Launching a product is a group sport. What position do you play?

How can small businesses innovate in the US?

 

Show these members some warmth on a cold winter day, and respond to their queries!

 

See you on the community,

Lauren Bossers

I don’t know about you, but each January, Kinaxis places much focus on finalizing our annual event calendar. We put a lot of time and analysis into determining the conferences that are best fit for us to attend each year. The Industry Event section of the Supply Chain Expert Community is a great place to find out more about upcoming conferences, to post your own events, and to share feedback on the shows that you’ve attended.

I’d like to hear more about what industry conferences you will be attending in 2012, and what you believe constitutes a valuable conference. You can provide your feedback on the discussion thread here:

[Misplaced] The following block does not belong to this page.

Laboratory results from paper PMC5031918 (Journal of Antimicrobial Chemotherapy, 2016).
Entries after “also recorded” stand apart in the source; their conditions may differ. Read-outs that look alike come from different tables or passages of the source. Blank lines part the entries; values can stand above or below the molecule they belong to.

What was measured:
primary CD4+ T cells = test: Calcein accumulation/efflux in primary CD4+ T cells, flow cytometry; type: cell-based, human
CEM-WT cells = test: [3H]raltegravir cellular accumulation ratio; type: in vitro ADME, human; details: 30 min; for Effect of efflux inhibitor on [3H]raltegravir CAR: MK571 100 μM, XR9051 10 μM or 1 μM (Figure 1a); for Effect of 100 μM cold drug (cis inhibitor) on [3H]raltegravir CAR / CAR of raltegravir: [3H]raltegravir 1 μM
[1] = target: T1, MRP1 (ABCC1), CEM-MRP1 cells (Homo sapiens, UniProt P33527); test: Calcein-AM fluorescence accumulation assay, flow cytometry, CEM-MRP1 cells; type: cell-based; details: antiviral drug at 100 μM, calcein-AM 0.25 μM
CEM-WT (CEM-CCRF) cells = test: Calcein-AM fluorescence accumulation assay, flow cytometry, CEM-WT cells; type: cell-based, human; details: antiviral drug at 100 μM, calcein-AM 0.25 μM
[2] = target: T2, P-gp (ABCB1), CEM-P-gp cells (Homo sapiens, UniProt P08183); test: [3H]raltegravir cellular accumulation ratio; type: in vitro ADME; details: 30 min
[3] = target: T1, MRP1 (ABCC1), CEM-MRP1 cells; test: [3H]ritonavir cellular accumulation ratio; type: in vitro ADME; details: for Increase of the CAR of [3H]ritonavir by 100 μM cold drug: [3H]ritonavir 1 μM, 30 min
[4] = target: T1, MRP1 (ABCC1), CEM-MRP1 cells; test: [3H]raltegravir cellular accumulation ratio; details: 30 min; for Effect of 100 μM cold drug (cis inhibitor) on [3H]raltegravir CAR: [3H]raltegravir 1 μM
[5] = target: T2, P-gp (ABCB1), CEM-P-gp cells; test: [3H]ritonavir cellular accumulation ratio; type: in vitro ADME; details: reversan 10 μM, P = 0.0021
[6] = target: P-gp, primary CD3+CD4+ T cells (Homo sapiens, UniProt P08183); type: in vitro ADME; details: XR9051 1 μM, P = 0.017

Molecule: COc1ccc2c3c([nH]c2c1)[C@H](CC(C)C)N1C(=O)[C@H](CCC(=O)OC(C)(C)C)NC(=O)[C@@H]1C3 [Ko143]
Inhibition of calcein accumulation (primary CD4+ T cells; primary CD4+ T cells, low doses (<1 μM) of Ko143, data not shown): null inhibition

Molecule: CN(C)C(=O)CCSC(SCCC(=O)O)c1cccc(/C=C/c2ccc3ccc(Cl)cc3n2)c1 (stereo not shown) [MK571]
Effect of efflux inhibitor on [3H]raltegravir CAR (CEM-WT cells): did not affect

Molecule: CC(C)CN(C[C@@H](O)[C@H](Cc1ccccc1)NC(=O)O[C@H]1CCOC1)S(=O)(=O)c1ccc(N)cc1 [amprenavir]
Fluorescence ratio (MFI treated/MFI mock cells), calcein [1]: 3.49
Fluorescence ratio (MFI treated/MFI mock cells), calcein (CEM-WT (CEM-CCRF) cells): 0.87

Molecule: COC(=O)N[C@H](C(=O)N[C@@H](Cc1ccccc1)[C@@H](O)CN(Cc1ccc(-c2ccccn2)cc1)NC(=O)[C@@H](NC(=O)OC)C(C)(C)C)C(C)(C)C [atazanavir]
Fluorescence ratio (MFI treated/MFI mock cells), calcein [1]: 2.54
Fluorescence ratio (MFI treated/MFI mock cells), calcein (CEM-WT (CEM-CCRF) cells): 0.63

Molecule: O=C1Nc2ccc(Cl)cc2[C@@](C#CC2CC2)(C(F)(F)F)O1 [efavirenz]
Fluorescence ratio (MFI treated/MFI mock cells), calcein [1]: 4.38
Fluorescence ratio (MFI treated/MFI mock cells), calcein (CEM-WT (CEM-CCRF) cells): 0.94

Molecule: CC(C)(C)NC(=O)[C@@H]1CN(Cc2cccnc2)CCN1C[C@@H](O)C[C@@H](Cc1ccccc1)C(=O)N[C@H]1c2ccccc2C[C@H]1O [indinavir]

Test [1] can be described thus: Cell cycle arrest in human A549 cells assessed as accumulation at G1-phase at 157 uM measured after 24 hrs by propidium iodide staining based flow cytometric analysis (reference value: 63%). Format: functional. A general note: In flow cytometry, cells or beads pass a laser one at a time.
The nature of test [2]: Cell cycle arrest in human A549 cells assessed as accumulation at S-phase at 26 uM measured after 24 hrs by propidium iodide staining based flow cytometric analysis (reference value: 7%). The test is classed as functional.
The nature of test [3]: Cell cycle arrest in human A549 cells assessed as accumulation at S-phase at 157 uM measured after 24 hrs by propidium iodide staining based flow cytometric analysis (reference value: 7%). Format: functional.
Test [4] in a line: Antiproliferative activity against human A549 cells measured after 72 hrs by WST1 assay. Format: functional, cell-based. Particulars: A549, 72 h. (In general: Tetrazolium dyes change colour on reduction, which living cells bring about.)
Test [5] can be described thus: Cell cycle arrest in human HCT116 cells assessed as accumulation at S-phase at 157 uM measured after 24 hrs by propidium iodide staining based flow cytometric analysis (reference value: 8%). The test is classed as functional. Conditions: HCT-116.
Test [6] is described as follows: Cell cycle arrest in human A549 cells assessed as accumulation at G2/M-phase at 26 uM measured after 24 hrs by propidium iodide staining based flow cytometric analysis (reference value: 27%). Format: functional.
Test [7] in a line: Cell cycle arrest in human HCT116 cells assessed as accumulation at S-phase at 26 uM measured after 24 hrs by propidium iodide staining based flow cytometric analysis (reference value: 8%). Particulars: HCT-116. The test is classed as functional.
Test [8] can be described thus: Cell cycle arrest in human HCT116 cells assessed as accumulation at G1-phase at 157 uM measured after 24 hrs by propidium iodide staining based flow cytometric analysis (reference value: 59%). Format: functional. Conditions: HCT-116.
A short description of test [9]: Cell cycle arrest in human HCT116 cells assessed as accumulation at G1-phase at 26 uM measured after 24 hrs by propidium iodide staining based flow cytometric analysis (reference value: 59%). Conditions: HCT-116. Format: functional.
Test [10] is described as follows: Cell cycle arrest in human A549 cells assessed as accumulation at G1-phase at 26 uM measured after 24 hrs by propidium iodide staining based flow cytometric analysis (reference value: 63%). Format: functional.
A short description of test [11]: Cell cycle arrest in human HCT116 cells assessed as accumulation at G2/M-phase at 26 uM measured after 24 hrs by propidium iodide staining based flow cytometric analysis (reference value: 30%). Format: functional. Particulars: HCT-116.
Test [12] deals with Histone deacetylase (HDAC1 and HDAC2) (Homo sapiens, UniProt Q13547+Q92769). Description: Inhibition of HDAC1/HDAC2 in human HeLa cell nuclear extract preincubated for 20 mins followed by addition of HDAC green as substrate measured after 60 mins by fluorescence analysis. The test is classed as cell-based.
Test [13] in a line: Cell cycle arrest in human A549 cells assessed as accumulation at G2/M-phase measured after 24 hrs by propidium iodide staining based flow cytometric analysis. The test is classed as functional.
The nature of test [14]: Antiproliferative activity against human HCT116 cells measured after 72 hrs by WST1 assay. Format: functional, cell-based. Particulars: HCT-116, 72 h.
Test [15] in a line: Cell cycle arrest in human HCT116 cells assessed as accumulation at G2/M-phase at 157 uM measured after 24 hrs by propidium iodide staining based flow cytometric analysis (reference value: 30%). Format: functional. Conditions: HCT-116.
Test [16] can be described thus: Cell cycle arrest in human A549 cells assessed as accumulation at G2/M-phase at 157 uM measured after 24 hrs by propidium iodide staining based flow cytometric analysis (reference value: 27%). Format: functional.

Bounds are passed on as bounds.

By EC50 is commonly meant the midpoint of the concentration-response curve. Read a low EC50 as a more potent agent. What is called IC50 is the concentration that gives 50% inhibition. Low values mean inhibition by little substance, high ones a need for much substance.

What makes a great industry conference?

You can also check out some of the events that Kinaxis will be attending in 2012, including:

 

Chief Supply Chain Officer Summit - Chicago

Sales & Operations Planning for High Tech - San Francisco

Inventory Optimization Summit

Sales & Operations Planning Summit Boston


See you on the community,

Lauren Bossers

Happy New Year! Do you think 2012 will be better for business than 2011 was? Click here to weigh in with your opinion on the latest Supply Chain Expert community survey, which asks, “What will be the major trend for the global economy in 2012?”